Nitesh constantly pondered upon how millions of people suffer from cancer and how can we give them hope and support them through their journey. He was the epitome of strength and willpower, and in his last days, he redefined joy with his infectious smile. It was his wish that we help people undergoing similar circumstances and how Love Heals Cancer (LHC) started.
LHC is a community of patients, caregivers, survivors, volunteers, individuals, and organizations, dedicated to providing love and support to cancer patients around the world. Our primary aim is to help cancer patients and their caregivers to find extensive healing options and improve their quality of life. The core belief is that in addition to regular treatment, extending warmth, love and support to cancer patients can play a huge role in healing them.
What was your experience as a caregiver during Nitesh’s cancer treatment?
I think it’s important for caregivers to distribute their responsibilities of taking care of the patient to avoid burn-out. Sometimes I would feel burned out because I wasn’t taking time for my own self and that’s something we all need to understand. You can only take care of someone when you are doing well yourself. Cancer treatment makes the patient overly sensitive. How you behave directly impacts them. So, if you feel burned out, it’s a good idea to distribute responsibilities among other family members or simply take some time off for yourself. Another thing I believe is that caregivers should undergo counseling because none of us knows by default how to take care of someone who is suffering from cancer. It helps to have someone who can help us understand our own emotions with respect to what is happening.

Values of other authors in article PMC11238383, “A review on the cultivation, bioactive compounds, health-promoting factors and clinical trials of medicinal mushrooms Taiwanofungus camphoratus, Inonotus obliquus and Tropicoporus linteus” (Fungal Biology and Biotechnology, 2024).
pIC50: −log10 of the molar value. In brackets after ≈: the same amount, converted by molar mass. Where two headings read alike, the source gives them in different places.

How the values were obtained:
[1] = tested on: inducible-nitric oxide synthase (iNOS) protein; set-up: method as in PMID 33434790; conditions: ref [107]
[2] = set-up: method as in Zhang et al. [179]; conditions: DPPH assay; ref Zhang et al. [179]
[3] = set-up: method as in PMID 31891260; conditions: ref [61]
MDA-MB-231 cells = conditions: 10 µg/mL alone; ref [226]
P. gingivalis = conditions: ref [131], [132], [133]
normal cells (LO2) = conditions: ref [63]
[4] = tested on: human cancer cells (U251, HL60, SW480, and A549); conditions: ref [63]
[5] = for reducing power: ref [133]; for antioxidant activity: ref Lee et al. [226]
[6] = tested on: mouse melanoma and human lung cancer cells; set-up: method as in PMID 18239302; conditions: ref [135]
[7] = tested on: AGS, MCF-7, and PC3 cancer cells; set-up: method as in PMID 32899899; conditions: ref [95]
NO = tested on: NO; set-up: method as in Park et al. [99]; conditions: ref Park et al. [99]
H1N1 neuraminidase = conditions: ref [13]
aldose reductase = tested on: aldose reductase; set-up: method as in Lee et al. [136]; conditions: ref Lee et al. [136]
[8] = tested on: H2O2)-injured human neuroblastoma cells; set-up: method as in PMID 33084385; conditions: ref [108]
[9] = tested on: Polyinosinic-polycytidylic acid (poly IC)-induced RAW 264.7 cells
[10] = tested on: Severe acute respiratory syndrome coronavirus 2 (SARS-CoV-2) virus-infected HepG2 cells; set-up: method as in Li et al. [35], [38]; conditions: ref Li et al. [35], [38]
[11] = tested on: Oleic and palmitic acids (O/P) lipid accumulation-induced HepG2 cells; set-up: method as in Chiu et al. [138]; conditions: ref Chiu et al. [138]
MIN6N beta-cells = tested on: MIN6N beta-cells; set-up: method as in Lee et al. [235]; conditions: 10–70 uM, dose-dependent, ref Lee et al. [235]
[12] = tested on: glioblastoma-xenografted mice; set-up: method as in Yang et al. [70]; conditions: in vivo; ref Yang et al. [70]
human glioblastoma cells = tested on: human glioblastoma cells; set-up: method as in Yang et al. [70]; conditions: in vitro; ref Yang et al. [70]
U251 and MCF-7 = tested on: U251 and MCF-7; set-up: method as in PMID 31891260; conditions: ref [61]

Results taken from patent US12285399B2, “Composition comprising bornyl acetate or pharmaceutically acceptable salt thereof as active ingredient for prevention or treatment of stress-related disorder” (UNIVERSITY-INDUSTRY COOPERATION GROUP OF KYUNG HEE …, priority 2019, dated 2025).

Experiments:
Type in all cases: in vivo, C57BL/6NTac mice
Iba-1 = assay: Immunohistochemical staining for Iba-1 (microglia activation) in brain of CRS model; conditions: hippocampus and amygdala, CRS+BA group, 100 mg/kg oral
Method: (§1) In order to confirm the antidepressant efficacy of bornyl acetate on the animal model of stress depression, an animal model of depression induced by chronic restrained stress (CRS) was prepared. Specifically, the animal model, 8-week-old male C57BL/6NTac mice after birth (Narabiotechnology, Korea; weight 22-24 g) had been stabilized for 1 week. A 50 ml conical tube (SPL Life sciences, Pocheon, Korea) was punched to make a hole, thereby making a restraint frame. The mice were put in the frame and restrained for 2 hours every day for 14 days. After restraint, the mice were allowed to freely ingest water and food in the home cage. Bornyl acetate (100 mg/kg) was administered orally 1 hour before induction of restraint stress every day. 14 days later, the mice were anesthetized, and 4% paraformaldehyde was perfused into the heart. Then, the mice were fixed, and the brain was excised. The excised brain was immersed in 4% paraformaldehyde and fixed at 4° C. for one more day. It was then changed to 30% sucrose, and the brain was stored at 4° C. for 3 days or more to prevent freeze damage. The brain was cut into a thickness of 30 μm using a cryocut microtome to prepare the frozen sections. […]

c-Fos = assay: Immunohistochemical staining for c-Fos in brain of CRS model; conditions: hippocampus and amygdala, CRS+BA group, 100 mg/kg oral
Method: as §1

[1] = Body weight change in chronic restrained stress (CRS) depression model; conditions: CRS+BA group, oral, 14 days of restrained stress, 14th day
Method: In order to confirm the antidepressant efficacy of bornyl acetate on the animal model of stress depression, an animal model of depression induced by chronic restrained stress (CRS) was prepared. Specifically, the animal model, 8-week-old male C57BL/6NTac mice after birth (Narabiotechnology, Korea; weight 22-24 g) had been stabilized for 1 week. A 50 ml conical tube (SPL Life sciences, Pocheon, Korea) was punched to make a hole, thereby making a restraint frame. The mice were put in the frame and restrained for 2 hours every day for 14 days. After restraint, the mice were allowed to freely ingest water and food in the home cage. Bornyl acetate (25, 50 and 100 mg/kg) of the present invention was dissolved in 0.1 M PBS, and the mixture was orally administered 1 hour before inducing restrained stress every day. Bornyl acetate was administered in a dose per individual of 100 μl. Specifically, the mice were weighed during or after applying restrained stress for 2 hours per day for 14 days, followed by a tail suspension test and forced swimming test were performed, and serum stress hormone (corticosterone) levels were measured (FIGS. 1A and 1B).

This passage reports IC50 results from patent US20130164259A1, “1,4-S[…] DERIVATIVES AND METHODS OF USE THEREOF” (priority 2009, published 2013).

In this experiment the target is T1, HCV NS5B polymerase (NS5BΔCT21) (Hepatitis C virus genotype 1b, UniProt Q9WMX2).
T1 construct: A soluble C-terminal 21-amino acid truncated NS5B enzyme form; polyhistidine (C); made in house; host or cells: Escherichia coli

DISCLAIMER: This podcast and its content is an intellectual property of Ketto Online Ventures Pvt Ltd and are subject to copyright. The views expressed are personal and with no intention to harm the sentiments of any individual/organization.
The second guest on Podcast MD by Ketto, Sanjukta Sharma, is a journalist and writer based in Mumbai. She is also an ovarian cancer survivor. She has worked in various publications including The Indian Express, Tehelka and the Mint. At the start of 2017, Sanjukta quit her full-time job after feeling overworked. Her tiredness was accompanied by bloating and other symptoms of cancer. Her brother, who is also a doctor asked her to undergo a CT scan as a precautionary measure. After undergoing a CT scan, her doctor found nodularity along the lining of her uterus. She had to undergo a removal surgery, but while performing the surgery, her doctor found that the tumor was malignant.